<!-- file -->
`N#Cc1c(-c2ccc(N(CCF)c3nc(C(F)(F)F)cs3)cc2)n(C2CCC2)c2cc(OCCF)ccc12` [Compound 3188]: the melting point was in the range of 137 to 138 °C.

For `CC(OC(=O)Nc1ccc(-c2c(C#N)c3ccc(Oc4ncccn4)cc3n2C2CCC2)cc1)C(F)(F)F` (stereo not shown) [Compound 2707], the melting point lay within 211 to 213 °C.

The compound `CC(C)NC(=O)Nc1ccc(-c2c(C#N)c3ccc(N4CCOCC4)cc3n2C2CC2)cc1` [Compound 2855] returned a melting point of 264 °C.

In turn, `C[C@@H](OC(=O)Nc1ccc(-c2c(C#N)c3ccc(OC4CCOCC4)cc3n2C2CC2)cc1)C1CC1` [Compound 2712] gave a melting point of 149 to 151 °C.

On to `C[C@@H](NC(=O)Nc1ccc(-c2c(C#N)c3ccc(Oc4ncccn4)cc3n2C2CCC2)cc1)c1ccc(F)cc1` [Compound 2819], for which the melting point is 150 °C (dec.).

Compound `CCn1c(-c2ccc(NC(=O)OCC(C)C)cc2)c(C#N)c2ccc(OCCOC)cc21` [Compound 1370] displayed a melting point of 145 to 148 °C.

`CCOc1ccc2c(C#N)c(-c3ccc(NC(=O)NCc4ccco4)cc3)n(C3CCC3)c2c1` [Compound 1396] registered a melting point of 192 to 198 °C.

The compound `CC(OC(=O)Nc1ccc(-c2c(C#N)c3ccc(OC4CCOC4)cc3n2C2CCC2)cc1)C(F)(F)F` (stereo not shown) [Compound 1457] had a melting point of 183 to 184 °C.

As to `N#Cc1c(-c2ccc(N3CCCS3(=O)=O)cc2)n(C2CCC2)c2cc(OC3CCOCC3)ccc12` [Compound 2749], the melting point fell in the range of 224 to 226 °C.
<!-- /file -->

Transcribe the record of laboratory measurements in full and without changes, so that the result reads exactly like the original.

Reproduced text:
`N#Cc1c(-c2ccc(N(CCF)c3nc(C(F)(F)F)cs3)cc2)n(C2CCC2)c2cc(OCCF)ccc12` [Compound 3188]: the melting point was in the range of 137 to 138 °C.

For `CC(OC(=O)Nc1ccc(-c2c(C#N)c3ccc(Oc4ncccn4)cc3n2C2CCC2)cc1)C(F)(F)F` (stereo not shown) [Compound 2707], the melting point lay within 211 to 213 °C.

The compound `CC(C)NC(=O)Nc1ccc(-c2c(C#N)c3ccc(N4CCOCC4)cc3n2C2CC2)cc1` [Compound 2855] returned a melting point of 264 °C.

In turn, `C[C@@H](OC(=O)Nc1ccc(-c2c(C#N)c3ccc(OC4CCOCC4)cc3n2C2CC2)cc1)C1CC1` [Compound 2712] gave a melting point of 149 to 151 °C.

On to `C[C@@H](NC(=O)Nc1ccc(-c2c(C#N)c3ccc(Oc4ncccn4)cc3n2C2CCC2)cc1)c1ccc(F)cc1` [Compound 2819], for which the melting point is 150 °C (dec.).

Compound `CCn1c(-c2ccc(NC(=O)OCC(C)C)cc2)c(C#N)c2ccc(OCCOC)cc21` [Compound 1370] displayed a melting point of 145 to 148 °C.

`CCOc1ccc2c(C#N)c(-c3ccc(NC(=O)NCc4ccco4)cc3)n(C3CCC3)c2c1` [Compound 1396] registered a melting point of 192 to 198 °C.

The compound `CC(OC(=O)Nc1ccc(-c2c(C#N)c3ccc(OC4CCOC4)cc3n2C2CCC2)cc1)C(F)(F)F` (stereo not shown) [Compound 1457] had a melting point of 183 to 184 °C.

As to `N#Cc1c(-c2ccc(N3CCCS3(=O)=O)cc2)n(C2CCC2)c2cc(OC3CCOCC3)ccc12` [Compound 2749], the melting point fell in the range of 224 to 226 °C.